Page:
He told me "I just wanted to tell you that you're doing a great job, but I wanted to let you know something to help you improve. When I interviewed you, you were far away the most knowledgable person appyling...you're the only one currently here that aced the tests...but I almost didn't hire you because you had no people skills and I thought you were too quiet and unsure of yourself."

I know that he was happy with my work, my ethic, and (ironically enough) my work related people skills because within a matter of months I was the highest paid tech there, and within a year I became the company go-to tech for television repairs and approving new tools and software..... but my boss only took me out to lunch once.... He said that realized that my people skills are only "on" when I'm clocked in.... :D

hondablaster
06-19-2009, 01:48 AM
Thanks for the replies.

I almost got the desktop support job. BTW RobertHalfTechnology is a temp agency for all fields of IT. The guy left and came back and said that his client needs to know I can handle the problems of lots of different people. He said I may have enough knowledge in that field but he needs to know that I have the character and charisma needed needed to fix the problems of many different people. He said the client insist that whoever they hire has at least 1 year in a customer service role. I think he said it was an insurance call center or something. He did not give the name of the company only that it was big and they needed someone to fix minor things. Peripherals etc.

I think because I was in construction and factories first he assumed I was probably not the most sociable guy. Or some hillbilly. At the interview I was nervous, because doing blue collar labor and going to something that had to do with a computers was intimidating and I wanted to do it so BAD! I was also nervous I was going to be stereotyped as a typical beer drinking, smoking, cursing redneck. LOL which i'm not. I'm a tech dork who was born to a long line of blue collar types. And naturally I was following that path. Im glad of this recession in some ways because it forces me to do something, and break the cycle. I dont want to be a labor monkey the rest of my life. Construction has it "knowledgeable moments" but its limited to doing the same thing over and over again with people who have 0 ambition most of the time. Technology is always new and fun and I "get it" not to mention you live longer.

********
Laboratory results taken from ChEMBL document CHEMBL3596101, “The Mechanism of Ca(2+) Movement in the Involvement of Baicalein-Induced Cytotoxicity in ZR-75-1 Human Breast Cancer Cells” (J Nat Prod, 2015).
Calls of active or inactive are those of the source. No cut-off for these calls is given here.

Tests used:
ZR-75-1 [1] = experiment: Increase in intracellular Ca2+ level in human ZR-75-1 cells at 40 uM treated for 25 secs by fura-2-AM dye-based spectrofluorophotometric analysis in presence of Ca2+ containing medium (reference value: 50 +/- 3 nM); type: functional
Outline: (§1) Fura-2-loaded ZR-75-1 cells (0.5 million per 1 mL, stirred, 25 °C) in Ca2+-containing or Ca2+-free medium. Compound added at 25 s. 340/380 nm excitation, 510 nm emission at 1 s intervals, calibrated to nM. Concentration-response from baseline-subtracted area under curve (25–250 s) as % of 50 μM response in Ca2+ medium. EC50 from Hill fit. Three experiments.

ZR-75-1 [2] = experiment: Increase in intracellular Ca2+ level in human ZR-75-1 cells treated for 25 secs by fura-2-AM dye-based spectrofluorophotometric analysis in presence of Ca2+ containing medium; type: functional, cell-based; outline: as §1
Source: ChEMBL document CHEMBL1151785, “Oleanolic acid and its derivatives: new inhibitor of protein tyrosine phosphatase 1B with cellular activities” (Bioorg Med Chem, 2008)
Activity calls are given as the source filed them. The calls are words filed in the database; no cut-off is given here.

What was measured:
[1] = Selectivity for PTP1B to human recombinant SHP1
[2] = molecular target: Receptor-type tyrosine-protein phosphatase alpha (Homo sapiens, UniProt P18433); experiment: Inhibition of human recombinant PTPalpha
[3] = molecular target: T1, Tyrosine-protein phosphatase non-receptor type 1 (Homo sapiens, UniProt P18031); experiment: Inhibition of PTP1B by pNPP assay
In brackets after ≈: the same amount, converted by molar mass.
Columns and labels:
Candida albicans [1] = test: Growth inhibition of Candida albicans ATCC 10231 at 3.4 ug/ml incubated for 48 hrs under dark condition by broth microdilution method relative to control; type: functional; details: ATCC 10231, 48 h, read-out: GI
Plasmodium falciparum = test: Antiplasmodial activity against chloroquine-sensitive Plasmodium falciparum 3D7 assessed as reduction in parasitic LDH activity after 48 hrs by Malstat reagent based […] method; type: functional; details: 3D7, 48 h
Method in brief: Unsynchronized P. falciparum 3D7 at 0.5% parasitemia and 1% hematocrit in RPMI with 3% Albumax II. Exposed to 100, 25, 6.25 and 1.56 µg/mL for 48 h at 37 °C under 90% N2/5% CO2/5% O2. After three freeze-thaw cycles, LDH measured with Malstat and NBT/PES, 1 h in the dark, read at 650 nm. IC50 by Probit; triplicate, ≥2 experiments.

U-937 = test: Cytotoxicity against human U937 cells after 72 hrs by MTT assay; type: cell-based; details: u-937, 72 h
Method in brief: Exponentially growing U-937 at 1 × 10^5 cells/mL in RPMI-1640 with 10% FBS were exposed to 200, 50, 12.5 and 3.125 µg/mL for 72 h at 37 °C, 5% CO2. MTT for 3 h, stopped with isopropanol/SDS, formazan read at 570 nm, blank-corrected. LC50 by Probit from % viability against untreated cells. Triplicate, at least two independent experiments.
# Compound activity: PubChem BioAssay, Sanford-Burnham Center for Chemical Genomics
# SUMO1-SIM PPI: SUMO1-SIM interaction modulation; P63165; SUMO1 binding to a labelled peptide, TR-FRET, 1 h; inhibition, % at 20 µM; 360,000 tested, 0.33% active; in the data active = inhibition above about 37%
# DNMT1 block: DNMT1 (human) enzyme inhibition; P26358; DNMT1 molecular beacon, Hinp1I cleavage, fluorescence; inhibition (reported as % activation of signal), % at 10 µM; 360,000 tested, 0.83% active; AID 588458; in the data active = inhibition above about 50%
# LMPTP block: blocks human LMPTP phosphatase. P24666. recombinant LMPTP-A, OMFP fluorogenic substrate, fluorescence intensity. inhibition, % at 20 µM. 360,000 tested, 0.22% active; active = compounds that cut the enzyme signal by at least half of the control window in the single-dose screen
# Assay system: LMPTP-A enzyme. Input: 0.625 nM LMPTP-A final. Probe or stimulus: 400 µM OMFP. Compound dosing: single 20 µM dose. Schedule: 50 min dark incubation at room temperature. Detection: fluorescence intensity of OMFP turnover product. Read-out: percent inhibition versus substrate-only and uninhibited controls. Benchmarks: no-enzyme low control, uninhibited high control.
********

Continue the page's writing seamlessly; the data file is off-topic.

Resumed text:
I'm just so scared to dress up and start hitting up PC repair shops in my area. I keep on thinking they want a guy who has a bachelors in IT or something. Or someone who can write software, webpages. I never see them advertising for help. Where do you guys list your needs for help? Should I just walk in and ask for an application? I think you guys don't realize. I'm completely ignorant when I comes to how IT works as a job. Its intimidating.

Hondablaster

MikeBusby
07-06-2009, 06:44 AM
I instilled in my kids the need to have worked some pretty menial jobs to instil in them the requirements that they needed to work with the general public. All 5 of them have worked variously as kitchen hands and counter staff at a variety of fast food joints/movie theatres/cafes/bars as well as in supermarkets. They are now all in mid level management positions with their feet firmly on the rungs of career progression because they know what it is like to service a customer and how hard it can be to deliever what they want. It may seem like a backward step to start slinging hash or burgers but if you can stick it out for a couple of months it will show an employer your ability to inertract with clients.

This will be of greater benefit to you than any formal qualification.

Volunteering also shows that you have a commitment to something, it really doesn't matter all that much what you volunteer for so long as you are willing to put your hand up to help others.

Make it clear at the interview that you enjoy meeting new people, that you can handle a challange and look for oppertunities to advance yourself and that you aren't afraid of doing the hard yards to get ahead.

A positive attitude and the ability to inetract with people will go a long way towards getting a job.